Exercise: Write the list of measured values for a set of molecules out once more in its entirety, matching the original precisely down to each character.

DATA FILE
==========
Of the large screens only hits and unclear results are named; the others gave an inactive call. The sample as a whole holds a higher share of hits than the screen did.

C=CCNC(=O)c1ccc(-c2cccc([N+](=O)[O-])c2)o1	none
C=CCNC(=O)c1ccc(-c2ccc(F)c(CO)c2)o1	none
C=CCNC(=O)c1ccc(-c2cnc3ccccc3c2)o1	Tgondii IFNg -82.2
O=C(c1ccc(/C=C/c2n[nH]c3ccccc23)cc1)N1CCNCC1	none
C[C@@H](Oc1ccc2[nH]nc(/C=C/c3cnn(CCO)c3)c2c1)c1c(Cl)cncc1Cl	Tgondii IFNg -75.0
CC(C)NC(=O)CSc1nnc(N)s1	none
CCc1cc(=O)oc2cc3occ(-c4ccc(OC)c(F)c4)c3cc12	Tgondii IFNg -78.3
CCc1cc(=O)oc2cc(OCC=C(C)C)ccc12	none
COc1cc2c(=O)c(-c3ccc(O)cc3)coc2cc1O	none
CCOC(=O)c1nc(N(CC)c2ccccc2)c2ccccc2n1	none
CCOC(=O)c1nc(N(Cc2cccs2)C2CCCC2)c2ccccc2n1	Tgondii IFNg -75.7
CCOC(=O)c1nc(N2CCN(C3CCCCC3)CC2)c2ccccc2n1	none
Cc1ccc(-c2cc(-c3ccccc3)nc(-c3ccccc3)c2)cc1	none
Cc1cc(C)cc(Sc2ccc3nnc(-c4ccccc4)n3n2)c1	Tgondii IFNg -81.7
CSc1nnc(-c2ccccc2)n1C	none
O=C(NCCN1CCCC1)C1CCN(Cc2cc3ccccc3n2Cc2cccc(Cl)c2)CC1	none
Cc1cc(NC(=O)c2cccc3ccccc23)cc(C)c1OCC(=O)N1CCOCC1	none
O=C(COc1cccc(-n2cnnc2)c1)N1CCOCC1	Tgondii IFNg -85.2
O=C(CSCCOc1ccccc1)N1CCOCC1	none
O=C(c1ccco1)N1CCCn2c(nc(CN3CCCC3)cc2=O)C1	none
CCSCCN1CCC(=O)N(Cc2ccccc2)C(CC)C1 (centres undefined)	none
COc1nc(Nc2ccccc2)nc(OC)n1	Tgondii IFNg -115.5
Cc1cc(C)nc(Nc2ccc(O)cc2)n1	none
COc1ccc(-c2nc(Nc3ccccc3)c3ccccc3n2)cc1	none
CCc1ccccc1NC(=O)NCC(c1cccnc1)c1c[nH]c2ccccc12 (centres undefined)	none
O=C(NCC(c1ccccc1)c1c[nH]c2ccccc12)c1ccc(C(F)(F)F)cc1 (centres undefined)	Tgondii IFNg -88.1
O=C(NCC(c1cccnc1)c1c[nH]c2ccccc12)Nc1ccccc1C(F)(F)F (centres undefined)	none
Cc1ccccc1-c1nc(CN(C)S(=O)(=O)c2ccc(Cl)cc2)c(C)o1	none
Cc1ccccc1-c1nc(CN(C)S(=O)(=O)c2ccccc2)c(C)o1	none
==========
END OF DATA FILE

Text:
Of the large screens only hits and unclear results are named; the others gave an inactive call. The sample as a whole holds a higher share of hits than the screen did.

C=CCNC(=O)c1ccc(-c2cccc([N+](=O)[O-])c2)o1	none
C=CCNC(=O)c1ccc(-c2ccc(F)c(CO)c2)o1	none
C=CCNC(=O)c1ccc(-c2cnc3ccccc3c2)o1	Tgondii IFNg -82.2
O=C(c1ccc(/C=C/c2n[nH]c3ccccc23)cc1)N1CCNCC1	none
C[C@@H](Oc1ccc2[nH]nc(/C=C/c3cnn(CCO)c3)c2c1)c1c(Cl)cncc1Cl	Tgondii IFNg -75.0
CC(C)NC(=O)CSc1nnc(N)s1	none
CCc1cc(=O)oc2cc3occ(-c4ccc(OC)c(F)c4)c3cc12	Tgondii IFNg -78.3
CCc1cc(=O)oc2cc(OCC=C(C)C)ccc12	none
COc1cc2c(=O)c(-c3ccc(O)cc3)coc2cc1O	none
CCOC(=O)c1nc(N(CC)c2ccccc2)c2ccccc2n1	none
CCOC(=O)c1nc(N(Cc2cccs2)C2CCCC2)c2ccccc2n1	Tgondii IFNg -75.7
CCOC(=O)c1nc(N2CCN(C3CCCCC3)CC2)c2ccccc2n1	none
Cc1ccc(-c2cc(-c3ccccc3)nc(-c3ccccc3)c2)cc1	none
Cc1cc(C)cc(Sc2ccc3nnc(-c4ccccc4)n3n2)c1	Tgondii IFNg -81.7
CSc1nnc(-c2ccccc2)n1C	none
O=C(NCCN1CCCC1)C1CCN(Cc2cc3ccccc3n2Cc2cccc(Cl)c2)CC1	none
Cc1cc(NC(=O)c2cccc3ccccc23)cc(C)c1OCC(=O)N1CCOCC1	none
O=C(COc1cccc(-n2cnnc2)c1)N1CCOCC1	Tgondii IFNg -85.2
O=C(CSCCOc1ccccc1)N1CCOCC1	none
O=C(c1ccco1)N1CCCn2c(nc(CN3CCCC3)cc2=O)C1	none
CCSCCN1CCC(=O)N(Cc2ccccc2)C(CC)C1 (centres undefined)	none
COc1nc(Nc2ccccc2)nc(OC)n1	Tgondii IFNg -115.5
Cc1cc(C)nc(Nc2ccc(O)cc2)n1	none
COc1ccc(-c2nc(Nc3ccccc3)c3ccccc3n2)cc1	none
CCc1ccccc1NC(=O)NCC(c1cccnc1)c1c[nH]c2ccccc12 (centres undefined)	none
O=C(NCC(c1ccccc1)c1c[nH]c2ccccc12)c1ccc(C(F)(F)F)cc1 (centres undefined)	Tgondii IFNg -88.1
O=C(NCC(c1cccnc1)c1c[nH]c2ccccc12)Nc1ccccc1C(F)(F)F (centres undefined)	none
Cc1ccccc1-c1nc(CN(C)S(=O)(=O)c2ccc(Cl)cc2)c(C)o1	none
Cc1ccccc1-c1nc(CN(C)S(=O)(=O)c2ccccc2)c(C)o1	none